EDITORIAL| Jumping the gun

THE TERM  “jumping the gun” means the person acts before the proper time. It’s a relatively new idiom and can trace its roots to the tracks when the runner has a false start, meaning he started running before the gun can go off.

The idiomatic expression seems apropos in relation to Vice President Leni Robredo’s video message that was shown before the members of the United Nations Commission on Narcotic Drugs. In her message, she parroted the grossly exaggerated numbers of deaths that have been blamed to the police in the President’s drug war.

She hinted about a breakdown in judicial process; about an administration, if not totally complicit, then oblivious to the carnage; about the creeping police state illustrated by warrantless searches and the “palit-ulo” scheme.

According to her, “palit-ulo” is a scheme where the relative of the drug addict will be abducted and imprisoned if the subject is not found. The police quickly shot down the allegation. Apparently, this is not a new scheme, and the plan is to free the small-time dealer (or be sued on lesser charges) in exchange for the “bigger fish.”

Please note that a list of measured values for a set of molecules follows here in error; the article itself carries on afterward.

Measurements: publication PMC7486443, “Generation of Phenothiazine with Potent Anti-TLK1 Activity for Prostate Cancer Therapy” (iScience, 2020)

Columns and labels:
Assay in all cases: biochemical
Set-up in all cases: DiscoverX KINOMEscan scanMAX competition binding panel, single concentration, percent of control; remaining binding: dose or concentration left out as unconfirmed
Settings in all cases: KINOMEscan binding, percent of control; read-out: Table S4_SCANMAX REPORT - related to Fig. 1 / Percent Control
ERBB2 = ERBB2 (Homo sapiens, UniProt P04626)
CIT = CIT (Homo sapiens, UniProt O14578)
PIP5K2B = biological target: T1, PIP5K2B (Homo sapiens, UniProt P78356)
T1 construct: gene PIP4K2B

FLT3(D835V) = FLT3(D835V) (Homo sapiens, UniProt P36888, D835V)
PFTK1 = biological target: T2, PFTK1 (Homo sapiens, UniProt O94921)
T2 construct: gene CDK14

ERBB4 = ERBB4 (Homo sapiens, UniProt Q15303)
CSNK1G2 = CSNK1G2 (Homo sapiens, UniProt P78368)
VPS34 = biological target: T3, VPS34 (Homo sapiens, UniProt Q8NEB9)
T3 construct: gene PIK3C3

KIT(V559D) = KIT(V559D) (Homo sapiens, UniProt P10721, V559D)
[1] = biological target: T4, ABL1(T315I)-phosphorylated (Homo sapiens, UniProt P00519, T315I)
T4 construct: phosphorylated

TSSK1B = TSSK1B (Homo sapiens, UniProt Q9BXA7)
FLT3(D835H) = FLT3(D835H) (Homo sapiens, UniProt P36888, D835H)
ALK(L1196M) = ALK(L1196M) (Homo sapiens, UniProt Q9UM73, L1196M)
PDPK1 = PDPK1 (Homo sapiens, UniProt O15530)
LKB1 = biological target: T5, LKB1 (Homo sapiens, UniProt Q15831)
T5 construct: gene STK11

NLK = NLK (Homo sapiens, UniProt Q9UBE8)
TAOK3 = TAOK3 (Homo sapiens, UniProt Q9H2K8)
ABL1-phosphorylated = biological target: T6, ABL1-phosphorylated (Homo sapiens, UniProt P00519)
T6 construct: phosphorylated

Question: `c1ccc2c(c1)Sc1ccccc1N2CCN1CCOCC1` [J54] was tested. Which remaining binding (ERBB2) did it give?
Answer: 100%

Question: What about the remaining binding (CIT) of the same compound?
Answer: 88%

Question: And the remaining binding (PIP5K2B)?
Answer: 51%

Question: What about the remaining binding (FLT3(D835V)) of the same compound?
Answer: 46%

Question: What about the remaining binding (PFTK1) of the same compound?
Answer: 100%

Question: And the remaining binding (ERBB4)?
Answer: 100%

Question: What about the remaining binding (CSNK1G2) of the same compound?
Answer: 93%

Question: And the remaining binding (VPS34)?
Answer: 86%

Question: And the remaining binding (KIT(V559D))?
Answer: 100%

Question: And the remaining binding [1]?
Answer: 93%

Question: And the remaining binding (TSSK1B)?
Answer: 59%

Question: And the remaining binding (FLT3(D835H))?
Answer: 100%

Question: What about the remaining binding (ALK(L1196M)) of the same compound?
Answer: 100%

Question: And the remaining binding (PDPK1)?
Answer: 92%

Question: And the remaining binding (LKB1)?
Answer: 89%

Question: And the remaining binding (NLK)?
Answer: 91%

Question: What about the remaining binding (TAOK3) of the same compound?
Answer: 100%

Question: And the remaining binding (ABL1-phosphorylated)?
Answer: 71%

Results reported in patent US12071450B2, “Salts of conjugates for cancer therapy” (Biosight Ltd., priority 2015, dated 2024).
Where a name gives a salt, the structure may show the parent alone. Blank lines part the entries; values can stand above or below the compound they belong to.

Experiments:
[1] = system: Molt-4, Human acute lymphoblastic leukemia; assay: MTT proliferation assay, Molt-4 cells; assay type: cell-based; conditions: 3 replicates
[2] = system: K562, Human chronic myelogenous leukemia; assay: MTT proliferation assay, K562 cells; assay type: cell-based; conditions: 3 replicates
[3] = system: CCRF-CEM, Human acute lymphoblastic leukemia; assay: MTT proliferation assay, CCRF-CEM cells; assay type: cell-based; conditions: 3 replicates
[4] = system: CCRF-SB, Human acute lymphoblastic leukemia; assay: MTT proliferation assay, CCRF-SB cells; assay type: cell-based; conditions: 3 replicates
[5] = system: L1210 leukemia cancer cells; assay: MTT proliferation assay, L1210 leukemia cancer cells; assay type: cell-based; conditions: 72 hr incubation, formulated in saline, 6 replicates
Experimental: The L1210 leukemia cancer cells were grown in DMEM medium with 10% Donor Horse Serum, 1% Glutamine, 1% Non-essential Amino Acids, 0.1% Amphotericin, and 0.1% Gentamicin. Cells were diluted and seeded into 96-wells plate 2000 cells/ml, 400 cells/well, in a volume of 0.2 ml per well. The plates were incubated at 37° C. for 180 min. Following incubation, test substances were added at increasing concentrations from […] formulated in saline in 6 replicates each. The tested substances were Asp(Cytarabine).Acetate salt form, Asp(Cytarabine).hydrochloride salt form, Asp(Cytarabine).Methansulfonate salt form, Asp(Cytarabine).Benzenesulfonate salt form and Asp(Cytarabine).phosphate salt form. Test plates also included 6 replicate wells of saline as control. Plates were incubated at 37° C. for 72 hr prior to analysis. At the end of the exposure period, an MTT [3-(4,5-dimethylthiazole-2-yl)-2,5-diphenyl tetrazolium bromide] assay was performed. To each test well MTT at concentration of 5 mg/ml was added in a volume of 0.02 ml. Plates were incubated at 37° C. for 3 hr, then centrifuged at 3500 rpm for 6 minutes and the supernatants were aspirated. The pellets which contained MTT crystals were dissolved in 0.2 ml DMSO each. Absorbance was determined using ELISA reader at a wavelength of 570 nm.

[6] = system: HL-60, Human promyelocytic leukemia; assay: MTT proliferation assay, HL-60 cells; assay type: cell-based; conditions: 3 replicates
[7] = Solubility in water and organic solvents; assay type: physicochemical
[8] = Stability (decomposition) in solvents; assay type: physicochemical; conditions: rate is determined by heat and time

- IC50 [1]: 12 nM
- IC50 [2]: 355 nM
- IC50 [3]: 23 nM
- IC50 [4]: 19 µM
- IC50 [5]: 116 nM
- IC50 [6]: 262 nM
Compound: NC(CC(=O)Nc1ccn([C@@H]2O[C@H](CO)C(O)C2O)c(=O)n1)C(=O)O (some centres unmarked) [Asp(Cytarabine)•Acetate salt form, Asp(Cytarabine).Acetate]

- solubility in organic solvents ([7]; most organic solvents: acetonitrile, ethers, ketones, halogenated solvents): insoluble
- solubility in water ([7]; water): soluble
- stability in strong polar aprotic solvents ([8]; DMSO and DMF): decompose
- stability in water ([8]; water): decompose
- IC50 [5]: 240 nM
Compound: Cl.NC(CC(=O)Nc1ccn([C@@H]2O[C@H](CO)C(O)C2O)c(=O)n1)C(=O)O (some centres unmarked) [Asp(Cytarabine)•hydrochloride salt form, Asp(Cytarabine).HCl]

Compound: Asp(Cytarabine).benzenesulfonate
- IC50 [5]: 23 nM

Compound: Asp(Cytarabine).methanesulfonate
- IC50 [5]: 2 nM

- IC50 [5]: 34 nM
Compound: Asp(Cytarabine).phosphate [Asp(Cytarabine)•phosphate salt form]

Of course, she forgot to mention about 38 police officers who were also killed in anti-narcotics raids and stings, which suggested that killing is not a one-way street. She ignored the fact that the PNP data only listed 2,582 killed in legitimate operations.

Apparently, as Robredo herself admitted, the video was shot in February this year but was only shown recently during the UN event.  Nevertheless, there’s now a plan to unseat her through impeachment due to betrayal of public trust because instead of defending the Republic as she swore to do, she went out of her way to probably destroy it by speaking half-truths before the UN body.

Indeed, if the intent is to point out some mistakes in the enforcement of the drug war, then the Office of the Vice President—and all the clout it represents–should have vetted the reports, documented the specific incidents, pressured the police and file a case if necessary.

Whether there’s truth to speculation that she’s part of the destabilization plot, or simply a case of her providing constructive criticisms, as she claimed, what’s clear is that Robredo jumped the gun. And just like the runners who can be penalized for false starts, the good vice president should also face the consequences of her actions.

Posted in Opinion